Renaissance humanism[edit | edit source]
- Main article: Renaissance humanism
Renaissance humanism was a movement that affected the cultural, political, social, and literary landscape of Europe. Beginning in Florence in the last decades of the 14th century, Renaissance humanism revived the study of Latin and Greek, with the resultant revival of the study of science, philosophy, art and poetry of classical antiquity.(see Burckhard The Civilisation of the Renaissance in Italy) The revival was based on interpretations of Roman and Greek texts, whose emphasis upon art and the senses marked a great change from the contemplation on the Biblical values of humility, introspection, and meekness. Beauty was held to represent a deep inner virtue and value, and an essential element in the path towards God. [How to reference and link to summary or text] Civic humanism, "civic" which is rooted from the latin word "civis" meaning citizen. Humanism's divergence from orthodox Christianity can be identified with the condemnation of Pelagianism by Jerome and Augustine. Like the Humanists, Pelagius perceived humans as possessing inherent capacity for developing the qualities that the church perceived as necessitating the gift of grace from God. Pelagius rejected the doctrine of original sin. The Humanists likewise recognize humans as born not with a burden of inherited sin due to their ancestry but with potential for both good and evil which will develop in this life as their characters are formed. The Humanists therefore reject Calvinistic predestination, and understandably therefore arouse the hostility of Protestant fundamentalists.[How to reference and link to summary or text]
Renaissance humanists believed that the liberal arts (music, art, grammar, rhetoric, oratory, history, poetry, using classical texts, and the studies of all of the above) should be practiced by all levels of wealth. They also approved of self, human worth and individual dignity.[How to reference and link to summary or text]
Noteworthy humanist scholars from this period include the Dutch theologian Erasmus, the English author (and Roman Catholic saint) Thomas More, the French writer François Rabelais, the Italian poet Francesco Petrarch and the Italian scholar Giovanni Pico della Mirandola.[How to reference and link to summary or text]
Modern era[edit | edit source]
One of the earliest forerunners of contemporary chartered humanist organizations was the Humanistic Religious Association formed in 1853 in London. This early group was democratically organized, with male and female members participating in the election of the leadership and promoted knowledge of the sciences, philosophy, and the arts.[How to reference and link to summary or text]
In February 1877, the word "Humanism" was publicly used, apparently for the first time in America, to apply to Felix Adler, pejoratively. Adler, however, did not embrace the term, and instead coined the name "Ethical Culture" for his new movement – a movement which still exists in the now Humanist-affiliated New York Society for Ethical Culture.[How to reference and link to summary or text]
Active in the early 1920s, F.C.S. Schiller considered his work to be tied to the Humanist movement. Schiller himself was influenced by the pragmatism of William James. In 1929 Charles Francis Potter founded the First Humanist Society of New York whose advisory board included Julian Huxley, John Dewey, Albert Einstein and Thomas Mann. Potter was a minister from the Unitarian tradition and in 1930 he and his wife, Clara Cook Potter, published Humanism: A New Religion. Throughout the 1930s Potter was a well-known advocate of women’s rights, access to birth control, "civil divorce laws", and an end to capital punishment.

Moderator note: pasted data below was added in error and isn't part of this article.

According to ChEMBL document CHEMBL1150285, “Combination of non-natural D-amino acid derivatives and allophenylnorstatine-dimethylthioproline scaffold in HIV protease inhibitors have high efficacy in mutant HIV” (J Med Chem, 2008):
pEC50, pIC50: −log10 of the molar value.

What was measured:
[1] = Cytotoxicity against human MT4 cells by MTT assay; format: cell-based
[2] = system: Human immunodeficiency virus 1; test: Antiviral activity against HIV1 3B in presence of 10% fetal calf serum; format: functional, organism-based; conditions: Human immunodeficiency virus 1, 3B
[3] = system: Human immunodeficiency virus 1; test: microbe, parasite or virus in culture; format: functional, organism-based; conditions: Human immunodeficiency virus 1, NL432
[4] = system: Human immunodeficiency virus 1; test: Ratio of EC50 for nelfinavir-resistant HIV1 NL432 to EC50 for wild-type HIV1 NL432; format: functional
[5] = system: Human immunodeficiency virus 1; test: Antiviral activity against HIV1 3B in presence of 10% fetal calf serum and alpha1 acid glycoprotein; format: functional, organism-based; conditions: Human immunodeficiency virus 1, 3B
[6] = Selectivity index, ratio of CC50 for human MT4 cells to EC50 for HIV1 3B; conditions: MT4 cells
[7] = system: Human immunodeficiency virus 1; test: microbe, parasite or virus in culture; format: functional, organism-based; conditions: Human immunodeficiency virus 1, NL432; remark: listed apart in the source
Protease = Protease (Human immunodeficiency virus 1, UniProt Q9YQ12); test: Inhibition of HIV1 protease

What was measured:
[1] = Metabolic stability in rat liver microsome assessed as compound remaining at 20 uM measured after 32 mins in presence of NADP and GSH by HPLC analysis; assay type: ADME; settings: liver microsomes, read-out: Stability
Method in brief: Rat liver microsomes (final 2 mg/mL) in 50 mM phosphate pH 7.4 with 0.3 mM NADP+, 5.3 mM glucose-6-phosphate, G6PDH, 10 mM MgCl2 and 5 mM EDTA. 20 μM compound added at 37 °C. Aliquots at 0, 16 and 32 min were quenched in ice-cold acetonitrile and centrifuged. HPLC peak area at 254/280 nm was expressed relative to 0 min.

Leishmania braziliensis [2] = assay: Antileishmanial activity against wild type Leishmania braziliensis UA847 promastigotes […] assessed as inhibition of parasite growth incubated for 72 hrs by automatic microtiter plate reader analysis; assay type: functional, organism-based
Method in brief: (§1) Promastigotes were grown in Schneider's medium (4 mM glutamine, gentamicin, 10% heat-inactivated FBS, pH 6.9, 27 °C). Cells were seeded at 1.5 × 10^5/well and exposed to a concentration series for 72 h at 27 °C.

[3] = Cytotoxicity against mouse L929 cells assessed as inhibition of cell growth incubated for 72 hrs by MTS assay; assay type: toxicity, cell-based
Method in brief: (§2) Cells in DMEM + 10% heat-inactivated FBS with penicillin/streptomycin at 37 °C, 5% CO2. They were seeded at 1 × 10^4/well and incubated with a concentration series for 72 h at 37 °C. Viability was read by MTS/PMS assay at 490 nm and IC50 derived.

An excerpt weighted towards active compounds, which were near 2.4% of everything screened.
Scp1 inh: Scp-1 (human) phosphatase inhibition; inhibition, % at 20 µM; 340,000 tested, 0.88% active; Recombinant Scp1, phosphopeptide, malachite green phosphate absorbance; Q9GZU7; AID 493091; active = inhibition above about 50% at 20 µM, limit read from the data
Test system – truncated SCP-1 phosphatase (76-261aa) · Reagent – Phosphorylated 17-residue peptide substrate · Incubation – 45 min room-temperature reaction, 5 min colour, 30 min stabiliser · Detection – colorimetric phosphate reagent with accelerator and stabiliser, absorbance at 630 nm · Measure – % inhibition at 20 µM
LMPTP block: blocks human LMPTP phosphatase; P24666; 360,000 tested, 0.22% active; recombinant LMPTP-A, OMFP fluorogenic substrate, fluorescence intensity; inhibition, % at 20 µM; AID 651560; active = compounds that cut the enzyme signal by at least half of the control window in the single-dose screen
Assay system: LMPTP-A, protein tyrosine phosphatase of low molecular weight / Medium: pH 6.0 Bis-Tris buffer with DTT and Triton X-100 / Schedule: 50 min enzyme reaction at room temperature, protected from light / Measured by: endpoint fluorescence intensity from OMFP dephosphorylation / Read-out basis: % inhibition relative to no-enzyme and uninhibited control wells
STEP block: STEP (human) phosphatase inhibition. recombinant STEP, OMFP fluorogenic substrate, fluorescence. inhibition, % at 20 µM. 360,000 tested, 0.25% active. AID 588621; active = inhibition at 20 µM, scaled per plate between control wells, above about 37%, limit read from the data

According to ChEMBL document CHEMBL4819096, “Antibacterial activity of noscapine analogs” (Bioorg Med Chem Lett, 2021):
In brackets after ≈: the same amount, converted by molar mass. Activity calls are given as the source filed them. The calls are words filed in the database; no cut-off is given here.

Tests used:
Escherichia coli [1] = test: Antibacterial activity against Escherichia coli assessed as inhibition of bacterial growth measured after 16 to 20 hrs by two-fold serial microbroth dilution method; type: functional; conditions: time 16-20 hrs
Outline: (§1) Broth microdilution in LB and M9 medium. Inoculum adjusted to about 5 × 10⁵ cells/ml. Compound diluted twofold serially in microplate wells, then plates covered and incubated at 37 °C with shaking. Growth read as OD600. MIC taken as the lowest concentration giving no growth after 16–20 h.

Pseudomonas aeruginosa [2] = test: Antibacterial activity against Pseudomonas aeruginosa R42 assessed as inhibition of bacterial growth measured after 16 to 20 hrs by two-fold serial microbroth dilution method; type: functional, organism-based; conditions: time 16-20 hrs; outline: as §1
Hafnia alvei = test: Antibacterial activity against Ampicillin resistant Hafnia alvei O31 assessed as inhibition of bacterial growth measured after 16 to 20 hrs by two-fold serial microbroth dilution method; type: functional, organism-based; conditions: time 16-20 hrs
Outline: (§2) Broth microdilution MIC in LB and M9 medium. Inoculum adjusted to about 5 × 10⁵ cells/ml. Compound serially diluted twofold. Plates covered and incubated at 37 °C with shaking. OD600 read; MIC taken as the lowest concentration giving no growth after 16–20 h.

Raymond B. Bragg, the associate editor of The New Humanist, sought to consolidate the input of L. M. Birkhead, Charles Francis Potter, and several members of the Western Unitarian Conference.
Bragg asked Roy Wood Sellars to draft a document based on this information which resulted in the publication of the Humanist Manifesto in 1933. The Manifesto and Potter's book became the cornerstones of modern humanism. Both of these sources envision humanism as a religion.[How to reference and link to summary or text]
In 1941 the American Humanist Association was organized. Noted members of The AHA included Isaac Asimov, who was the president from 1985 until his death in 1992, and writer Kurt Vonnegut, who followed as honorary president until his death in 2007. Robert Buckman was the head of the association in Canada, and is now an honorary president.[How to reference and link to summary or text]
After World War II, three prominent humanists became the first directors of major divisions of the United Nations: Julian Huxley of UNESCO, Brock Chisholm of the World Health Organization, and John Boyd-Orr of the Food and Agricultural Organization.
Humanism (life stance)[edit | edit source]
- Main article: Humanism (life stance)
The International Humanist and Ethical Union (IHEU) is the world union of more than one hundred Humanist, rationalist, secular, ethical culture, and freethought organizations in more than 40 countries. The Happy Human is the official symbol of the IHEU as well as being regarded as a universally recognised symbol for those that call themselves Humanists (as opposed to "humanists"). In 2002 the IHEU General Assembly unanimously adopted the Amsterdam Declaration 2002 which represents the official defining statement of World Humanism.
Humanism is a democratic and ethical life stance, which affirms that human beings have the right and responsibility to give meaning and shape to their own lives. It stands for the building of a more humane society through an ethic based on human and other natural values in the spirit of reason and free inquiry through human capabilities. It is not theistic, and it does not accept supernatural views of reality.
Other forms of humanism[edit | edit source]
Humanism is also sometimes used to describe "humanities" scholars, (particularly scholars of the Greco-Roman classics). As mentioned above, it is sometimes used to mean humanitarianism. There is also a school of humanistic psychology, and an educational method.[How to reference and link to summary or text]
Educational humanism[edit | edit source]